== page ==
For all things stationery, head to the minimalist boutique Papier Tigre, the brainchild of three young designers, near the Centre Pompidou. There’s a smartly curated stock of aesthetically pleasing goods, mostly made in France, including stationery, colorful patterned goods, often-changing collaborations with artists, calendars, gift wrap, decorative objects, postcards, scented candles and notebooks. We promise you’ll be inspired to write an actual letter by hand again.

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Courtesy of Iwan Baan for Fondation Louis Vuitton / Iwan Baan 2014 – Gehry partners LLP

Fondation Louis Vuitton

In the lush Bois de Boulogne, legendary French fashion house Louis Vuitton opened a contemporary, Frank Gehry–designed structure made of twelve balloon-like glass “sails.” Inside, the Fondation Louis Vuitton’s permanent collection includes pieces from Rothko, Matisse, Koons, and Basquiat. In addition, there’s a rotating series of special exhibitions and a 350-seat auditorium for viewing performances and observing Ellsworth Kelly’s rainbow-colored stage curtain. Outside, get lost in the rooftop gardens overlooking the leafy park and, downstairs, take Instagram-worthy photos amongst Danish artist Olafur Eliasson’s cool mirrored columns.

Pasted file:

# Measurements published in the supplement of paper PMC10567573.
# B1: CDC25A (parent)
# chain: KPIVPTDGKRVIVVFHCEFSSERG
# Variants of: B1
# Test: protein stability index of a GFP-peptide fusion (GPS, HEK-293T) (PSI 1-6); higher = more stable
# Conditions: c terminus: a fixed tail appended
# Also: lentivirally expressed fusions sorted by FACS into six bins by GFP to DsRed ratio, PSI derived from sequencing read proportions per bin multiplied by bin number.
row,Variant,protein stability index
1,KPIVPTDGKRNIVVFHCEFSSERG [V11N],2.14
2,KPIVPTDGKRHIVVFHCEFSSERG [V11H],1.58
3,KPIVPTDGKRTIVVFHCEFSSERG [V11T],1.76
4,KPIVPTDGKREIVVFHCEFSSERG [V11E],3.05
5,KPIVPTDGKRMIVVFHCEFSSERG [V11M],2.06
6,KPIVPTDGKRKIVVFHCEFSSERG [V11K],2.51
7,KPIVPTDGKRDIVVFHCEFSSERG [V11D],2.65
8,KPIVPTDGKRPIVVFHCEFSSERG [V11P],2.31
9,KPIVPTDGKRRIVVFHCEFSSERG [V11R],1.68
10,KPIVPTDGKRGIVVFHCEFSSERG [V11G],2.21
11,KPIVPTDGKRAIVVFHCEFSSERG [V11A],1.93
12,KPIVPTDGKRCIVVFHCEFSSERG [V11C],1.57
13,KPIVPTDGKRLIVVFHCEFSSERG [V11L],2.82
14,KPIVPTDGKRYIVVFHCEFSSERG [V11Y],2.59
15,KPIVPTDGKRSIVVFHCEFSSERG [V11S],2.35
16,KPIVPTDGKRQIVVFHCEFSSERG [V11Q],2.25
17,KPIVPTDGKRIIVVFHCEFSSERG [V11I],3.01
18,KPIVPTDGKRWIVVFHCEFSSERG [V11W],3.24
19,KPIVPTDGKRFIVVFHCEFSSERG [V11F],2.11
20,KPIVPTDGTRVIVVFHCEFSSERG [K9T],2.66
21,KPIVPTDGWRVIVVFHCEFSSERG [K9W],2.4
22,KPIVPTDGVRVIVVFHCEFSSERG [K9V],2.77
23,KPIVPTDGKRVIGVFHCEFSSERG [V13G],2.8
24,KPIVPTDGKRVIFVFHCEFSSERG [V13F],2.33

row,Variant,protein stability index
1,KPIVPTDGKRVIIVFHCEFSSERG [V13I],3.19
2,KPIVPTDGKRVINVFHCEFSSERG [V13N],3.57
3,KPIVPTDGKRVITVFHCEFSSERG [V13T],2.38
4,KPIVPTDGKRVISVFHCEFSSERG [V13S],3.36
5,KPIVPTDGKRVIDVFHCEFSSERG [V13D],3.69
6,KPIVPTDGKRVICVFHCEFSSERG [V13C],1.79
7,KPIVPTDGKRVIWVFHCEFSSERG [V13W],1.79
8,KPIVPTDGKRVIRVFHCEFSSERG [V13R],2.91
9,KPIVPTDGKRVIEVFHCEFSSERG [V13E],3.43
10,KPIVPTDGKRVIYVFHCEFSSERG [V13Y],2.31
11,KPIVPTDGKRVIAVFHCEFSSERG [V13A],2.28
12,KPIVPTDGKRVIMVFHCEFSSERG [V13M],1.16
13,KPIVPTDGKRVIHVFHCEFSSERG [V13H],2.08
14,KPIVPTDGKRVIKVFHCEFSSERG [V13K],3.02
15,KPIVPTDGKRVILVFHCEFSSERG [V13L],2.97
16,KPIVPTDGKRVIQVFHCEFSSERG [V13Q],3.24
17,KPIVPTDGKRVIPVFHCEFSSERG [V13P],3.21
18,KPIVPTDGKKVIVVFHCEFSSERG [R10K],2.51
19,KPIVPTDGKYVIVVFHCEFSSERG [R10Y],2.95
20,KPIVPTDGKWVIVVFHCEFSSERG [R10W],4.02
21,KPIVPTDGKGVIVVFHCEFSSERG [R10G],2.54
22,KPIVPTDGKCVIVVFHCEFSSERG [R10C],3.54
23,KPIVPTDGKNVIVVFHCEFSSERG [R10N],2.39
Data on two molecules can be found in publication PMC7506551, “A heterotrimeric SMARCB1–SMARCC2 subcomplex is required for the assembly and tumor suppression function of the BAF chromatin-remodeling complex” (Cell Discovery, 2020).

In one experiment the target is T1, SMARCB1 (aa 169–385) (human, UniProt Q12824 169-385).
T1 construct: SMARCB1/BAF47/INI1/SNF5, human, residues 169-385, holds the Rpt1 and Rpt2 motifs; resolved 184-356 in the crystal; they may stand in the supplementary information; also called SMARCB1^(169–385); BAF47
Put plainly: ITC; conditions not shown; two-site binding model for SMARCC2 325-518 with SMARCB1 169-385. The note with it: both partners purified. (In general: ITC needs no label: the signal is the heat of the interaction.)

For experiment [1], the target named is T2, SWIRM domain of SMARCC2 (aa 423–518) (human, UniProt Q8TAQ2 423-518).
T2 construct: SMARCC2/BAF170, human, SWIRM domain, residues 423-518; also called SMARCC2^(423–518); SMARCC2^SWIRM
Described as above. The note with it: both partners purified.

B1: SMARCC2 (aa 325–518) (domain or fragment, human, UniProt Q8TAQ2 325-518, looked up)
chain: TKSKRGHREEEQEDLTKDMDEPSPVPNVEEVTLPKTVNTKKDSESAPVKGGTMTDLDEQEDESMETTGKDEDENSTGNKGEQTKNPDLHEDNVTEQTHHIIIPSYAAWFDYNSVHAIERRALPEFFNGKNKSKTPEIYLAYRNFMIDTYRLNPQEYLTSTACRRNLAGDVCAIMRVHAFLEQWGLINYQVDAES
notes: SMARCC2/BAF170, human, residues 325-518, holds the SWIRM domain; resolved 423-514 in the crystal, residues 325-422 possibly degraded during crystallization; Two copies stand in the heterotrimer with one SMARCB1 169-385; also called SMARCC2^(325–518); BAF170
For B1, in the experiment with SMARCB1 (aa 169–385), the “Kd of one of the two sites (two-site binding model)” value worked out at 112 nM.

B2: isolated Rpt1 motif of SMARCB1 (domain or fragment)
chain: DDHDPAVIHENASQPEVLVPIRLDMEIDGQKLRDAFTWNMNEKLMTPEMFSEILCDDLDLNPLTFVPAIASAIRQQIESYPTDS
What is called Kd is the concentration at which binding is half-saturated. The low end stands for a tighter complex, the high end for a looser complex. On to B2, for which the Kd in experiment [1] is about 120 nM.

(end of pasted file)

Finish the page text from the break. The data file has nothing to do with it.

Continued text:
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Courtesy of Lockwood

Lockwood

Opened by the Lehoux brothers (the duo behind hip spots like Ten Belles), Lockwood starts its days as a coffee shop with wooden tables stocked with beans from local, artisanal roasters and an assortment of sweets. In the evenings, however, it transforms into a cozy cocktail bar that invites you to sip aperitifs, a wide range of whiskeys, and cocktails like the Penicillin (whiskey, honey, lemon, and ginger). Downstairs, rotating cocktails are mixed and paired neatly with easy-going dry meat platters, hamburgers, and quesadillas.

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Courtesy of Shangri-La Hotels and Resorts

Le 8 Iéna at Shangri-La Hotel